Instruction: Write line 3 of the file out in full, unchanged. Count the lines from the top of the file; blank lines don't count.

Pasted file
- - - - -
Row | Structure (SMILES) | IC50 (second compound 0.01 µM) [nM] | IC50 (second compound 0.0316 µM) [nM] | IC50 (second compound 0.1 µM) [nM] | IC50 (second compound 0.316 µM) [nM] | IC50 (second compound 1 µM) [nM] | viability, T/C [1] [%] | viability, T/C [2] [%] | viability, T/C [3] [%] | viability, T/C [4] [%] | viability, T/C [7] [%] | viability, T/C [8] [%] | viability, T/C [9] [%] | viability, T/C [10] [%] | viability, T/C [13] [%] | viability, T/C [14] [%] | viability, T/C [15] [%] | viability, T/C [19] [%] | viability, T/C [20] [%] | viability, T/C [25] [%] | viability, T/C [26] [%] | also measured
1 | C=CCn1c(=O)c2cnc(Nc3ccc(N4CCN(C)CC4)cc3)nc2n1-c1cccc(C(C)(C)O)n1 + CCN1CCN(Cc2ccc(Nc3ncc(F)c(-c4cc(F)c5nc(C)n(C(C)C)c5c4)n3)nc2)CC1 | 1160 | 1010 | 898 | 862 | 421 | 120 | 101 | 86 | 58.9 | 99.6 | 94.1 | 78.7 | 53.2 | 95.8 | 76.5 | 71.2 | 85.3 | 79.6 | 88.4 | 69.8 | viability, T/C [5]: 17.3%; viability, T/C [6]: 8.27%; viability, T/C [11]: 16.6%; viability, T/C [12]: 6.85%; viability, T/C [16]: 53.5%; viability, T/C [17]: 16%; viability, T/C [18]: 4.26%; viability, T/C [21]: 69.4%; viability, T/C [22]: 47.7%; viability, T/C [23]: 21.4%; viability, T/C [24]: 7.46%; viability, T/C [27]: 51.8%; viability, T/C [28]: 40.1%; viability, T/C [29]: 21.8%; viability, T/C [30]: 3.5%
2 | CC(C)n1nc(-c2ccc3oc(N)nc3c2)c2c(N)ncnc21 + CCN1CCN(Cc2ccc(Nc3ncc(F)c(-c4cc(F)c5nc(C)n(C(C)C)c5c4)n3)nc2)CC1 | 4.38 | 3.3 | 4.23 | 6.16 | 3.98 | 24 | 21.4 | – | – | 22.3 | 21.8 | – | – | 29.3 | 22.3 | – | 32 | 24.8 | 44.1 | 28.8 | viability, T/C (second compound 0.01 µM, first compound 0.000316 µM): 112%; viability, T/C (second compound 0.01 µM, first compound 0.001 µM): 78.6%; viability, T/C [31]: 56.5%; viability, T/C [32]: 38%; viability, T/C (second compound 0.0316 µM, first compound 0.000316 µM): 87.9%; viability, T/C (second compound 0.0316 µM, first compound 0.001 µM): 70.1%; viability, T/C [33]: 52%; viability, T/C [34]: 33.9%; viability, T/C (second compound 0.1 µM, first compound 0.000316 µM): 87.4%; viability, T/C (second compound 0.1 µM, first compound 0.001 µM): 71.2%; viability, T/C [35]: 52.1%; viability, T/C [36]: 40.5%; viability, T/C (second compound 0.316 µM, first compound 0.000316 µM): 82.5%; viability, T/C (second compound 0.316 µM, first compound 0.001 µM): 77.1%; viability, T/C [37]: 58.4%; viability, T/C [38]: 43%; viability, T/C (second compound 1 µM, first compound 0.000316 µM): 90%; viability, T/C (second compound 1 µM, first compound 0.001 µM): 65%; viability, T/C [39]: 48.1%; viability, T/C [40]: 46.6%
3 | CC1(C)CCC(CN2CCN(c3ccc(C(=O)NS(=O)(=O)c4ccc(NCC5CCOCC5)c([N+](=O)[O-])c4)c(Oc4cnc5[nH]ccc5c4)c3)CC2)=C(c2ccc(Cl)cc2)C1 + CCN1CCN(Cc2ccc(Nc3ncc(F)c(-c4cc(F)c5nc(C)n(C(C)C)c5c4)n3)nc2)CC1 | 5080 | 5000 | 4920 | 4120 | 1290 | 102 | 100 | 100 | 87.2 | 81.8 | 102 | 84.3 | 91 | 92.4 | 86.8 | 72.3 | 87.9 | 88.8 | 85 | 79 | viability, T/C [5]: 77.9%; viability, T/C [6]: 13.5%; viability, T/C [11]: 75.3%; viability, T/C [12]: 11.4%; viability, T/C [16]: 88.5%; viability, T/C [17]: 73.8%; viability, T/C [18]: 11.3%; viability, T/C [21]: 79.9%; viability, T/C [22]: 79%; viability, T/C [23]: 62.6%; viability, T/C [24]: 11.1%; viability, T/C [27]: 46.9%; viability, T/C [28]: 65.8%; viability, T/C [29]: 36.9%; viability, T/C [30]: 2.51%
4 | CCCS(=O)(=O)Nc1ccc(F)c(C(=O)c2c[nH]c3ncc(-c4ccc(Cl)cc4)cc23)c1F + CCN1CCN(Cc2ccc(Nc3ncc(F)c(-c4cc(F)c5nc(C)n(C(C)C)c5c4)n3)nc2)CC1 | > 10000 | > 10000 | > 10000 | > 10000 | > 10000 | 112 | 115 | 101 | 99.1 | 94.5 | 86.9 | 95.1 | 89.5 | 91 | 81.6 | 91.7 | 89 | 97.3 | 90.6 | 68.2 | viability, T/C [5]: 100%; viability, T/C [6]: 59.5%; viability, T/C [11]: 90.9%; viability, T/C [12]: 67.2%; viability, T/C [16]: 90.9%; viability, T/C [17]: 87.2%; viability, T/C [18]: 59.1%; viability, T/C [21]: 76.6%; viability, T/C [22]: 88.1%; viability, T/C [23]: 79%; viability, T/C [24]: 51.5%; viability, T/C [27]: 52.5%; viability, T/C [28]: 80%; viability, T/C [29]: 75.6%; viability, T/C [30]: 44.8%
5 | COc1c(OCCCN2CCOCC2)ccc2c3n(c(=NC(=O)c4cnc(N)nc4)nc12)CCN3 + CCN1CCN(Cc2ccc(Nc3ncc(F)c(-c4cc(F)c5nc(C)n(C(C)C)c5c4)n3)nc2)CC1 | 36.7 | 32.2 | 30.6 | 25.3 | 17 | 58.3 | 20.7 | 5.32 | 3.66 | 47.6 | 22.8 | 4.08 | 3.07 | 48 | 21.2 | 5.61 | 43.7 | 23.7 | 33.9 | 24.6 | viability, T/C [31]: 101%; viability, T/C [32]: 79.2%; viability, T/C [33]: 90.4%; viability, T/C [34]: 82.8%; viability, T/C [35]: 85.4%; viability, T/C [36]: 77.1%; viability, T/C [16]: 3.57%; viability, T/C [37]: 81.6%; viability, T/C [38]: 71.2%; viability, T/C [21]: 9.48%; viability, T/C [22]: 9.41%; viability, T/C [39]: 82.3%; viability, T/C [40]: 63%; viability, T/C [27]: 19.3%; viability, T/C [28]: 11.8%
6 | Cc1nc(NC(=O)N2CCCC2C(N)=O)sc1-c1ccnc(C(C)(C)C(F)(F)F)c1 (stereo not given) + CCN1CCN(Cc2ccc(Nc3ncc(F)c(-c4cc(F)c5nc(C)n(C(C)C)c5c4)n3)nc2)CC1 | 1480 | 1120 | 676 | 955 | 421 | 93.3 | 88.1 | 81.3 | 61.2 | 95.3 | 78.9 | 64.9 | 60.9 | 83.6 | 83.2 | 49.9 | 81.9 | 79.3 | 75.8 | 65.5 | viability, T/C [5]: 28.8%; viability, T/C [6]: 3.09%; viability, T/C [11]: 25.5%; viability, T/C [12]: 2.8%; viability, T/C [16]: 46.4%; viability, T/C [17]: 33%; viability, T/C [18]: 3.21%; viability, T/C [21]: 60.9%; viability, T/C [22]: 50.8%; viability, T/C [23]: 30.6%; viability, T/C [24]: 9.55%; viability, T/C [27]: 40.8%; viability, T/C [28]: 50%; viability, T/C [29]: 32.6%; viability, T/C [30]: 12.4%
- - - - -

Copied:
2 | CC(C)n1nc(-c2ccc3oc(N)nc3c2)c2c(N)ncnc21 + CCN1CCN(Cc2ccc(Nc3ncc(F)c(-c4cc(F)c5nc(C)n(C(C)C)c5c4)n3)nc2)CC1 | 4.38 | 3.3 | 4.23 | 6.16 | 3.98 | 24 | 21.4 | – | – | 22.3 | 21.8 | – | – | 29.3 | 22.3 | – | 32 | 24.8 | 44.1 | 28.8 | viability, T/C (second compound 0.01 µM, first compound 0.000316 µM): 112%; viability, T/C (second compound 0.01 µM, first compound 0.001 µM): 78.6%; viability, T/C [31]: 56.5%; viability, T/C [32]: 38%; viability, T/C (second compound 0.0316 µM, first compound 0.000316 µM): 87.9%; viability, T/C (second compound 0.0316 µM, first compound 0.001 µM): 70.1%; viability, T/C [33]: 52%; viability, T/C [34]: 33.9%; viability, T/C (second compound 0.1 µM, first compound 0.000316 µM): 87.4%; viability, T/C (second compound 0.1 µM, first compound 0.001 µM): 71.2%; viability, T/C [35]: 52.1%; viability, T/C [36]: 40.5%; viability, T/C (second compound 0.316 µM, first compound 0.000316 µM): 82.5%; viability, T/C (second compound 0.316 µM, first compound 0.001 µM): 77.1%; viability, T/C [37]: 58.4%; viability, T/C [38]: 43%; viability, T/C (second compound 1 µM, first compound 0.000316 µM): 90%; viability, T/C (second compound 1 µM, first compound 0.001 µM): 65%; viability, T/C [39]: 48.1%; viability, T/C [40]: 46.6%